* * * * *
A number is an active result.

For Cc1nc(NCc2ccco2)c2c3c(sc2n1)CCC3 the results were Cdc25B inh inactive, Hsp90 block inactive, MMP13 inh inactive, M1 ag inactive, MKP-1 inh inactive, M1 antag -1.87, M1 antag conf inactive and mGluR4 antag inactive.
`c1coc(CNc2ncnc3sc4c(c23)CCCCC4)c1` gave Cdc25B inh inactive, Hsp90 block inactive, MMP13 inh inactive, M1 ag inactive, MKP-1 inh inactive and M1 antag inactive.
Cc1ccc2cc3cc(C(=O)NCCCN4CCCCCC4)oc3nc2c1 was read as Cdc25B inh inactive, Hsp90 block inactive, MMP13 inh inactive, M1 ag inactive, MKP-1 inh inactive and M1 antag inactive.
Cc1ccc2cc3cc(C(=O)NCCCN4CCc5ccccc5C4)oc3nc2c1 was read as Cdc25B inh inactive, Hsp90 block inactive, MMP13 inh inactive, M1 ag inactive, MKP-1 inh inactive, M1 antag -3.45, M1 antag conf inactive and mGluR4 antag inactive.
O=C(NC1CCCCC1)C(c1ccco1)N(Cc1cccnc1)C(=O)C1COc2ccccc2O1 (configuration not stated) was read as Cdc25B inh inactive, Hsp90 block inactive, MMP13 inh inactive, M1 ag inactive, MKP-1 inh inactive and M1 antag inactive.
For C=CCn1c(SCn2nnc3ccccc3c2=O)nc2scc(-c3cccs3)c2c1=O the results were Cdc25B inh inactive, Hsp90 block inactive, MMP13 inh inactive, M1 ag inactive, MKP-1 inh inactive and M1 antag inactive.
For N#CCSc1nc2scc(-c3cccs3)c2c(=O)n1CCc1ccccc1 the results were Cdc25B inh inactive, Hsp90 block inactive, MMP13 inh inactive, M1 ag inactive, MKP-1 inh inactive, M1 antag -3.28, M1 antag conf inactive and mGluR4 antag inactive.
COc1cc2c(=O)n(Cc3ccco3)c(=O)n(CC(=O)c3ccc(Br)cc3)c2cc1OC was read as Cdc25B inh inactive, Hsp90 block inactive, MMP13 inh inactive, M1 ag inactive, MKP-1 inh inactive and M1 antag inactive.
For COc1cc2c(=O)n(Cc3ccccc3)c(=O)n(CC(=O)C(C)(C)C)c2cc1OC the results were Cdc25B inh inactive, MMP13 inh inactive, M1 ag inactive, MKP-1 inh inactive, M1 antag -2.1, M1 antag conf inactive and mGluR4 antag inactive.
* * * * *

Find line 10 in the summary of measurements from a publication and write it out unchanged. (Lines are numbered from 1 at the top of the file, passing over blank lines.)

For COc1cc2c(=O)n(Cc3ccccc3)c(=O)n(CC(=O)C(C)(C)C)c2cc1OC the results were Cdc25B inh inactive, MMP13 inh inactive, M1 ag inactive, MKP-1 inh inactive, M1 antag -2.1, M1 antag conf inactive and mGluR4 antag inactive.